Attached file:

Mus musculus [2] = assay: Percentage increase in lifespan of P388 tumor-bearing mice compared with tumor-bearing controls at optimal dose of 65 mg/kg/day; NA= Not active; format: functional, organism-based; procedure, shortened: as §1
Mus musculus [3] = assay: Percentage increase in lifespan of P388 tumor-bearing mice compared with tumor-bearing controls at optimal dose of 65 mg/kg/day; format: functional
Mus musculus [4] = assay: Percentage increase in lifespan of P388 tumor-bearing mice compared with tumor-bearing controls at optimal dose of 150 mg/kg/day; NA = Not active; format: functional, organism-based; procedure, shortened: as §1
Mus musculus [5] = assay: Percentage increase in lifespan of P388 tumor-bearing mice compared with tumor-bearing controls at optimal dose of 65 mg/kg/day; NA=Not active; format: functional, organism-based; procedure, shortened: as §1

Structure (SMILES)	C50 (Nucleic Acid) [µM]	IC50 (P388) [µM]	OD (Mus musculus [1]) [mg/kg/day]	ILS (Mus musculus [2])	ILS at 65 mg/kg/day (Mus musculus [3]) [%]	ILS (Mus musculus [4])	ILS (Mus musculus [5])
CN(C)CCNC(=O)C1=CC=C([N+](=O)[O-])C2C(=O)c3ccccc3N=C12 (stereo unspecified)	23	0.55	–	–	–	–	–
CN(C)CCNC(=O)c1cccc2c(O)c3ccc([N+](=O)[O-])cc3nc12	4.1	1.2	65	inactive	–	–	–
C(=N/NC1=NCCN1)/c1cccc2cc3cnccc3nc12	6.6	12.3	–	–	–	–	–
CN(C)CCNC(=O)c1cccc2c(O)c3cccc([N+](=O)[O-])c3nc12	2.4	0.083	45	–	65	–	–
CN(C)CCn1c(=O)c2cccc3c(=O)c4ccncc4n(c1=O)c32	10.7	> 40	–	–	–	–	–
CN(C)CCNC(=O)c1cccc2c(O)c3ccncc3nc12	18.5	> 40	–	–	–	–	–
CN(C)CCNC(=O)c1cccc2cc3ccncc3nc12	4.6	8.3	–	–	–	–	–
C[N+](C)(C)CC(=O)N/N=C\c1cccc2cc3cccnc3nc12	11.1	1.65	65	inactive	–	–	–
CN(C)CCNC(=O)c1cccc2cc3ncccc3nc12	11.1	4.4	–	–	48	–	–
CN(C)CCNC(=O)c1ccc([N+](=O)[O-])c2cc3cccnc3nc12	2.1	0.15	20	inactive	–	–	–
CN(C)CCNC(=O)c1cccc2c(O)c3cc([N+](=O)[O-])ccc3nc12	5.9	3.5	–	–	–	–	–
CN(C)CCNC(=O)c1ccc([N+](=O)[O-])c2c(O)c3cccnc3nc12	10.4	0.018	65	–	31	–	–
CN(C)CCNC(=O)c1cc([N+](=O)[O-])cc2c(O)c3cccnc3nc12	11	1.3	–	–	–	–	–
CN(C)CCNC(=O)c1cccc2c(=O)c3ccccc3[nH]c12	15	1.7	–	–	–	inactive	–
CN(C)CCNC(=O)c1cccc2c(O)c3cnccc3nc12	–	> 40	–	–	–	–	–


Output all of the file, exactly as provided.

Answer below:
Mus musculus [2] = assay: Percentage increase in lifespan of P388 tumor-bearing mice compared with tumor-bearing controls at optimal dose of 65 mg/kg/day; NA= Not active; format: functional, organism-based; procedure, shortened: as §1
Mus musculus [3] = assay: Percentage increase in lifespan of P388 tumor-bearing mice compared with tumor-bearing controls at optimal dose of 65 mg/kg/day; format: functional
Mus musculus [4] = assay: Percentage increase in lifespan of P388 tumor-bearing mice compared with tumor-bearing controls at optimal dose of 150 mg/kg/day; NA = Not active; format: functional, organism-based; procedure, shortened: as §1
Mus musculus [5] = assay: Percentage increase in lifespan of P388 tumor-bearing mice compared with tumor-bearing controls at optimal dose of 65 mg/kg/day; NA=Not active; format: functional, organism-based; procedure, shortened: as §1

Structure (SMILES)	C50 (Nucleic Acid) [µM]	IC50 (P388) [µM]	OD (Mus musculus [1]) [mg/kg/day]	ILS (Mus musculus [2])	ILS at 65 mg/kg/day (Mus musculus [3]) [%]	ILS (Mus musculus [4])	ILS (Mus musculus [5])
CN(C)CCNC(=O)C1=CC=C([N+](=O)[O-])C2C(=O)c3ccccc3N=C12 (stereo unspecified)	23	0.55	–	–	–	–	–
CN(C)CCNC(=O)c1cccc2c(O)c3ccc([N+](=O)[O-])cc3nc12	4.1	1.2	65	inactive	–	–	–
C(=N/NC1=NCCN1)/c1cccc2cc3cnccc3nc12	6.6	12.3	–	–	–	–	–
CN(C)CCNC(=O)c1cccc2c(O)c3cccc([N+](=O)[O-])c3nc12	2.4	0.083	45	–	65	–	–
CN(C)CCn1c(=O)c2cccc3c(=O)c4ccncc4n(c1=O)c32	10.7	> 40	–	–	–	–	–
CN(C)CCNC(=O)c1cccc2c(O)c3ccncc3nc12	18.5	> 40	–	–	–	–	–
CN(C)CCNC(=O)c1cccc2cc3ccncc3nc12	4.6	8.3	–	–	–	–	–
C[N+](C)(C)CC(=O)N/N=C\c1cccc2cc3cccnc3nc12	11.1	1.65	65	inactive	–	–	–
CN(C)CCNC(=O)c1cccc2cc3ncccc3nc12	11.1	4.4	–	–	48	–	–
CN(C)CCNC(=O)c1ccc([N+](=O)[O-])c2cc3cccnc3nc12	2.1	0.15	20	inactive	–	–	–
CN(C)CCNC(=O)c1cccc2c(O)c3cc([N+](=O)[O-])ccc3nc12	5.9	3.5	–	–	–	–	–
CN(C)CCNC(=O)c1ccc([N+](=O)[O-])c2c(O)c3cccnc3nc12	10.4	0.018	65	–	31	–	–
CN(C)CCNC(=O)c1cc([N+](=O)[O-])cc2c(O)c3cccnc3nc12	11	1.3	–	–	–	–	–
CN(C)CCNC(=O)c1cccc2c(=O)c3ccccc3[nH]c12	15	1.7	–	–	–	inactive	–
CN(C)CCNC(=O)c1cccc2c(O)c3cnccc3nc12	–	> 40	–	–	–	–	–